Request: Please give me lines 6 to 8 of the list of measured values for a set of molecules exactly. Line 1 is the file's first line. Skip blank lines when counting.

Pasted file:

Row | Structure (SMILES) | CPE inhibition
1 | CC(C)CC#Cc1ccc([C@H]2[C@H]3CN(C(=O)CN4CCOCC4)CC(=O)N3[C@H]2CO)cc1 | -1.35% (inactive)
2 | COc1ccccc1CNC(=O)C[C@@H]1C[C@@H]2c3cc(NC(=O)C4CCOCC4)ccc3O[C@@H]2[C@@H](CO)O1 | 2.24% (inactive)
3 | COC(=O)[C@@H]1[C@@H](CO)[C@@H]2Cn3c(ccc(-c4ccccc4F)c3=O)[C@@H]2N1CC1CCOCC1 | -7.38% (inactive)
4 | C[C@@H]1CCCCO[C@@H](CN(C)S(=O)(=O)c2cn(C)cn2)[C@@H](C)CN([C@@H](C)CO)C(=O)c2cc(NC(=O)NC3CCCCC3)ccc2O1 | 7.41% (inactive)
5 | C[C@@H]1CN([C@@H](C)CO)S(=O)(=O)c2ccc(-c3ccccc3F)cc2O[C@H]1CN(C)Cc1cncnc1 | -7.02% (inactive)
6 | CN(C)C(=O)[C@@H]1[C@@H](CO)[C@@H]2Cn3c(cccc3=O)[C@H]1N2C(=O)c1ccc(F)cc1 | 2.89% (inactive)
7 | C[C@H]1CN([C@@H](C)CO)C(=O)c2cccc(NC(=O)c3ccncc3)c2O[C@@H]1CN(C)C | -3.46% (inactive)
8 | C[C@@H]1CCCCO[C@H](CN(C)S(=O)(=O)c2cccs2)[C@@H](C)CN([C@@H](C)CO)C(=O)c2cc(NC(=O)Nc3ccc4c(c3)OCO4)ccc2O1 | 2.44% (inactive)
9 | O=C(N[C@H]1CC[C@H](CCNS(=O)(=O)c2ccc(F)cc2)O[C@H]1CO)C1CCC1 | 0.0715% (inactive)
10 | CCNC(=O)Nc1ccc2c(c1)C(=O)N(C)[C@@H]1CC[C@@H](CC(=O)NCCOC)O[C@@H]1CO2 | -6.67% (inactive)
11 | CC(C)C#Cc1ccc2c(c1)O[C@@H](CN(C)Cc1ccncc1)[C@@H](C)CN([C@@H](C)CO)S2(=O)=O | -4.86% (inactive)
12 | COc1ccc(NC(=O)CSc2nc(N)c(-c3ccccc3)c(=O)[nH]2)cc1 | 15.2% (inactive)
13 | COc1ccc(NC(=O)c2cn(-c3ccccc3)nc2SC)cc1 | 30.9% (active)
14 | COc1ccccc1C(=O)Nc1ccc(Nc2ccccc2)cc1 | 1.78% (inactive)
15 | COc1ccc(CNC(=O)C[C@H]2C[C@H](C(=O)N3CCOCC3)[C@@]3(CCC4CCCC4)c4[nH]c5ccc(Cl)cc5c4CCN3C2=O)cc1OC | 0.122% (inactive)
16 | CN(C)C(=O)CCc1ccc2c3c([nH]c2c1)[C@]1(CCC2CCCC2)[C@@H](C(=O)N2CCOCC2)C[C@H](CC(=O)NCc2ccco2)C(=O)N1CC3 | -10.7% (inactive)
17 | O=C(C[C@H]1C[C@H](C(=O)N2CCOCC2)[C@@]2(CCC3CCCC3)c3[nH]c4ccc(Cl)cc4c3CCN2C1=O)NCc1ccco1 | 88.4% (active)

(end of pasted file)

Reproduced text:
5 | C[C@@H]1CN([C@@H](C)CO)S(=O)(=O)c2ccc(-c3ccccc3F)cc2O[C@H]1CN(C)Cc1cncnc1 | -7.02% (inactive)
6 | CN(C)C(=O)[C@@H]1[C@@H](CO)[C@@H]2Cn3c(cccc3=O)[C@H]1N2C(=O)c1ccc(F)cc1 | 2.89% (inactive)
7 | C[C@H]1CN([C@@H](C)CO)C(=O)c2cccc(NC(=O)c3ccncc3)c2O[C@@H]1CN(C)C | -3.46% (inactive)